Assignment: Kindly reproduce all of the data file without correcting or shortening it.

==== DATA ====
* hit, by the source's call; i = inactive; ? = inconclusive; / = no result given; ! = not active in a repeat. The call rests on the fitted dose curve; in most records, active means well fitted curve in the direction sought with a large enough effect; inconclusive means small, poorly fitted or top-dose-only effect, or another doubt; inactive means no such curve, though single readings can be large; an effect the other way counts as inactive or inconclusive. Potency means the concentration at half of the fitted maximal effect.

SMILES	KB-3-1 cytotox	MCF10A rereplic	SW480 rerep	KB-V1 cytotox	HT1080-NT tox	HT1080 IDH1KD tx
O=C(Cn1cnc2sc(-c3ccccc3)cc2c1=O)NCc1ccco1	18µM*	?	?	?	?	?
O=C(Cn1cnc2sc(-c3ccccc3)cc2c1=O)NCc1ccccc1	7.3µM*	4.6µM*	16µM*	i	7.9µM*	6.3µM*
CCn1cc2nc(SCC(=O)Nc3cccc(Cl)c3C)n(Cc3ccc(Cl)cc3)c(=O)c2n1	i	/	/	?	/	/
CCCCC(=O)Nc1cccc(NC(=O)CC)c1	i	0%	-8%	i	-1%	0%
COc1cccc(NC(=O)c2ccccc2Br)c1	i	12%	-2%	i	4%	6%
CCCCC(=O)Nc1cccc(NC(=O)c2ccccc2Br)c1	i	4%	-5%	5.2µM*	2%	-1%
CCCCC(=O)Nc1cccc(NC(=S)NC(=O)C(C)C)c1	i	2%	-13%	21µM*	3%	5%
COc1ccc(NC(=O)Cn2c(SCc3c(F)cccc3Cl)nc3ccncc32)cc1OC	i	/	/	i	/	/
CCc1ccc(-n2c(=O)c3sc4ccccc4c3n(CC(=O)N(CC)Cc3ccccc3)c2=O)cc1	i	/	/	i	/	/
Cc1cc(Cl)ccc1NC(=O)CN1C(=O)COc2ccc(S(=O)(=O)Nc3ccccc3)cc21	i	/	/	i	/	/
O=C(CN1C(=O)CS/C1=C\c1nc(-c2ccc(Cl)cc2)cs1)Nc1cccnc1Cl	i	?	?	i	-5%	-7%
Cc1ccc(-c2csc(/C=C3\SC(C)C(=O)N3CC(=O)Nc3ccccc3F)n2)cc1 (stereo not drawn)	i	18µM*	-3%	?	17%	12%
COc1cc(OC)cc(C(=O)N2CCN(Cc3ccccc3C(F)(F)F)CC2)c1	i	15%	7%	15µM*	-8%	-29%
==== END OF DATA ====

* hit, by the source's call; i = inactive; ? = inconclusive; / = no result given; ! = not active in a repeat. The call rests on the fitted dose curve; in most records, active means well fitted curve in the direction sought with a large enough effect; inconclusive means small, poorly fitted or top-dose-only effect, or another doubt; inactive means no such curve, though single readings can be large; an effect the other way counts as inactive or inconclusive. Potency means the concentration at half of the fitted maximal effect.

SMILES	KB-3-1 cytotox	MCF10A rereplic	SW480 rerep	KB-V1 cytotox	HT1080-NT tox	HT1080 IDH1KD tx
O=C(Cn1cnc2sc(-c3ccccc3)cc2c1=O)NCc1ccco1	18µM*	?	?	?	?	?
O=C(Cn1cnc2sc(-c3ccccc3)cc2c1=O)NCc1ccccc1	7.3µM*	4.6µM*	16µM*	i	7.9µM*	6.3µM*
CCn1cc2nc(SCC(=O)Nc3cccc(Cl)c3C)n(Cc3ccc(Cl)cc3)c(=O)c2n1	i	/	/	?	/	/
CCCCC(=O)Nc1cccc(NC(=O)CC)c1	i	0%	-8%	i	-1%	0%
COc1cccc(NC(=O)c2ccccc2Br)c1	i	12%	-2%	i	4%	6%
CCCCC(=O)Nc1cccc(NC(=O)c2ccccc2Br)c1	i	4%	-5%	5.2µM*	2%	-1%
CCCCC(=O)Nc1cccc(NC(=S)NC(=O)C(C)C)c1	i	2%	-13%	21µM*	3%	5%
COc1ccc(NC(=O)Cn2c(SCc3c(F)cccc3Cl)nc3ccncc32)cc1OC	i	/	/	i	/	/
CCc1ccc(-n2c(=O)c3sc4ccccc4c3n(CC(=O)N(CC)Cc3ccccc3)c2=O)cc1	i	/	/	i	/	/
Cc1cc(Cl)ccc1NC(=O)CN1C(=O)COc2ccc(S(=O)(=O)Nc3ccccc3)cc21	i	/	/	i	/	/
O=C(CN1C(=O)CS/C1=C\c1nc(-c2ccc(Cl)cc2)cs1)Nc1cccnc1Cl	i	?	?	i	-5%	-7%
Cc1ccc(-c2csc(/C=C3\SC(C)C(=O)N3CC(=O)Nc3ccccc3F)n2)cc1 (stereo not drawn)	i	18µM*	-3%	?	17%	12%
COc1cc(OC)cc(C(=O)N2CCN(Cc3ccccc3C(F)(F)F)CC2)c1	i	15%	7%	15µM*	-8%	-29%